Google's the single largest contributor to the coffers of Mountain View, where it is based. But as the Web giant expands its physical footprint and seeks to build new offices, housing and infrastructure, the tension is growing between Google and the city.
Starting in 2013, Google plans to construct up to 1.2 million square feet of buildings on the land, including offices, recreation facilities and corporate housing. The new development will extend the Google campus into the leased land, crossing public trails along Stevens Creek that are used by commuters and outdoor enthusiasts. While the trail will remain public after Google's expansion, council members said at a recent hearing they were concerned about the need to relocate part of the trail due to the construction of the bridges, among other things. The topic will be revisited in future hearings.
City council member Laura Macias told the Wall Street Journal, that Google has indicated it may want to build "high density" residential buildings on land it owns in the North Bayshore area. That "changes the entire complexion" of the region, which abuts a wildlife area, she said, adding "We may not develop as much as Google wants."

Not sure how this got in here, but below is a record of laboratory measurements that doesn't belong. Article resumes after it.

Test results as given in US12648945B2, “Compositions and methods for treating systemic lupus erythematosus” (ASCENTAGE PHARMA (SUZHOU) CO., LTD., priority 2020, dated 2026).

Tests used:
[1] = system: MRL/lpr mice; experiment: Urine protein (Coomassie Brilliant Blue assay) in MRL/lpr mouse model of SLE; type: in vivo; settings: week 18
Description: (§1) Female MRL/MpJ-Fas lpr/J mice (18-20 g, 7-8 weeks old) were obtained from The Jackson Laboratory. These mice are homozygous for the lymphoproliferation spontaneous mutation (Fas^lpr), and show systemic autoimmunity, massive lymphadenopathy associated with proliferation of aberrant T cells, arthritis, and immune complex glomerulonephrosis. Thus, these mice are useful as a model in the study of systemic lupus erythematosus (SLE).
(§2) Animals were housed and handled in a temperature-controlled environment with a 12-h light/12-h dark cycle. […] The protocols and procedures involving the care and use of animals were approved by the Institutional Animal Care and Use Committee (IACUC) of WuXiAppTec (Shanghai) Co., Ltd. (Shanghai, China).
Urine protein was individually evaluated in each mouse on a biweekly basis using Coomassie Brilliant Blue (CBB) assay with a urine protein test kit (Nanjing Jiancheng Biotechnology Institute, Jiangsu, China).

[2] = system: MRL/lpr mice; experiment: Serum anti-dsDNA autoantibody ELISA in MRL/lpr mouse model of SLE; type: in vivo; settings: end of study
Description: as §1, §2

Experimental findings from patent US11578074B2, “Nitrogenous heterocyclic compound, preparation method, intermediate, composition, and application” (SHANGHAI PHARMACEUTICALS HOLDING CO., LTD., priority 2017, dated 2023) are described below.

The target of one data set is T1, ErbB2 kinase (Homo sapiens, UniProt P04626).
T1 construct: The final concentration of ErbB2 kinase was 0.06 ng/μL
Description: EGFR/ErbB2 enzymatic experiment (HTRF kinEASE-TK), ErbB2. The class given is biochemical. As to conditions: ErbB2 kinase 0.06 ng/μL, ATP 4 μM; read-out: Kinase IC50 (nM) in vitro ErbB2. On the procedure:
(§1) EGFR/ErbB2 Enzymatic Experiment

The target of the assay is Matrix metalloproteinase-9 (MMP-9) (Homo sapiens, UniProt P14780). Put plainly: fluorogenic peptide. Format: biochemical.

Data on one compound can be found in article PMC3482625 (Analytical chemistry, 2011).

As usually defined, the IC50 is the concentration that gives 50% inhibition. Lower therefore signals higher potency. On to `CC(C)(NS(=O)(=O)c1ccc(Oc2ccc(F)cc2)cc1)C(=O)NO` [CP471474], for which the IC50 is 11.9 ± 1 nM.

A Google spokesman said in a statement: "In the 12 years that Mountain View has been our home, we've worked with the city to give back to the community. We look forward to continuing this relationship well into the future."
Mountain View is a region that has lots of greener, wildlife and is not city-like. Google is interested in building bridges, recreation facilities, corporate housing and more offices. This will result in high density populations and lead to a different culture and life-style in the region, Several city council members in Mountain View are not happy about it.
Mountain View has enjoyed a mostly friendly relationship and lucrative relationship with Google since the company arrived in 1999. The city receives about $9.5 million in annual property-tax revenue from Google, as well as $6.6 million more for several additional leased properties.
"With Google's growth and the city's changing land-use policies, things will get more contentious," said Dan Hoffman, who recently left Google after managing its real estate since 2008.
Kevin Duggan, who recently stepped down as Mountain View's city manager, said Google's expansion will make its relations with the city more complex.
But, he added, "I would be amazed if they can't find successful outcomes."